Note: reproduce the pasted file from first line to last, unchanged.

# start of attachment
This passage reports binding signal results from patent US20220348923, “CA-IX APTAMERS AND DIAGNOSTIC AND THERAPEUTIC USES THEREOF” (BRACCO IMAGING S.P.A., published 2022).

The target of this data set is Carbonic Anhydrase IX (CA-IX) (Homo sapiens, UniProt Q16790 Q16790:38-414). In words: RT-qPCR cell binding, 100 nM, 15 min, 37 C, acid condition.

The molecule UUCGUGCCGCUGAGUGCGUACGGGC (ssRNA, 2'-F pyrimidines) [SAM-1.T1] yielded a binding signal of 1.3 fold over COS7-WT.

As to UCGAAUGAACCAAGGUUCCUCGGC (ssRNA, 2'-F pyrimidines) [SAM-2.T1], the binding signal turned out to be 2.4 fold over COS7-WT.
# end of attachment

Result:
This passage reports binding signal results from patent US20220348923, “CA-IX APTAMERS AND DIAGNOSTIC AND THERAPEUTIC USES THEREOF” (BRACCO IMAGING S.P.A., published 2022).

The target of this data set is Carbonic Anhydrase IX (CA-IX) (Homo sapiens, UniProt Q16790 Q16790:38-414). In words: RT-qPCR cell binding, 100 nM, 15 min, 37 C, acid condition.

The molecule UUCGUGCCGCUGAGUGCGUACGGGC (ssRNA, 2'-F pyrimidines) [SAM-1.T1] yielded a binding signal of 1.3 fold over COS7-WT.

As to UCGAAUGAACCAAGGUUCCUCGGC (ssRNA, 2'-F pyrimidines) [SAM-2.T1], the binding signal turned out to be 2.4 fold over COS7-WT.